Mary C. MacKay
THE SIX SYMPTOMS covered in this chapter—enuresis, encopresis, tics, stuttering, thumb-sucking, and nail‐ biting—are special in the sense that each may occur as an isolated symptom, not necessarily part of any syndrome. When first diagnosed as a symptom, the response occurs at a specific stage of development and is the result of stress related to that particular stage. Beginning as a bodily response to some inner and/or outer conflict, it may eventually become a habit with its own functional autonomy.
There are other special symptoms of children, including fire setting, hair pulling, and various eating and sleeping disorders. These particular six were chosen, however, not because they are any more troublesome than others, but because they are more likely to occur as isolated symptoms and to be treatable as such.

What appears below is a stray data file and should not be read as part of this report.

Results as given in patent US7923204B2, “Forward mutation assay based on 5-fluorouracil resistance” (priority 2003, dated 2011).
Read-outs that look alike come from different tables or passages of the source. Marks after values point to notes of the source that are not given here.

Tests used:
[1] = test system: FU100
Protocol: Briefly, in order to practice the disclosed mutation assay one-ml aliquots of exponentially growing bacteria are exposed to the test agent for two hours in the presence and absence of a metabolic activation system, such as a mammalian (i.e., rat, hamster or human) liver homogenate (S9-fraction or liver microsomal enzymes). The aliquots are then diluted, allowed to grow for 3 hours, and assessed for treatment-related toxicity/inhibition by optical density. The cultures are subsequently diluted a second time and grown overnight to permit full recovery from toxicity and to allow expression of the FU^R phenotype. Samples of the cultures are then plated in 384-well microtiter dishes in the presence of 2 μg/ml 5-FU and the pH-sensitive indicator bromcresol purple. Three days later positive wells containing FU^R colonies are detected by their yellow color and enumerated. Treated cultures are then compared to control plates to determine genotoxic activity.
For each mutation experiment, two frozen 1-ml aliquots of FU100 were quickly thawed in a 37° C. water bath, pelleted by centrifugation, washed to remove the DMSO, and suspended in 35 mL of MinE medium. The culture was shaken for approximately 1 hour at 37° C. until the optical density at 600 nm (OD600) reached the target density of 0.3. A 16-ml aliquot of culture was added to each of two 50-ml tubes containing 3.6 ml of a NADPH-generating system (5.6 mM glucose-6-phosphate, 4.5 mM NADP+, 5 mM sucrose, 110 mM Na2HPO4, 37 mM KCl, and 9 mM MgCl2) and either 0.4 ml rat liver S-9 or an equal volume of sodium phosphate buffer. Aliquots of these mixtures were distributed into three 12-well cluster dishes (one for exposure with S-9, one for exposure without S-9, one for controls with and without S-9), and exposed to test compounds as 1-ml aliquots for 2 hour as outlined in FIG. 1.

Since these symptoms are all developmentally determined, they may cluster together in various combinations to produce age‐ related syndromes which are then more difficult to treat. Since they may occur as part of normal development, it is important to make an early differential diagnosis, to treat only if necessary, and then in the least obtrusive manner.
There is controversy as to the exact etiology of these symptoms, with the spectrum ranging from simple maturational factors through elaborate psychoanalytic constructs. Most psychiatrists today, including this author, are of the opinion that, for the most part, they are multifaceted in origin.
In the United States, if a child continues to suffer urinary incontinence diurnally past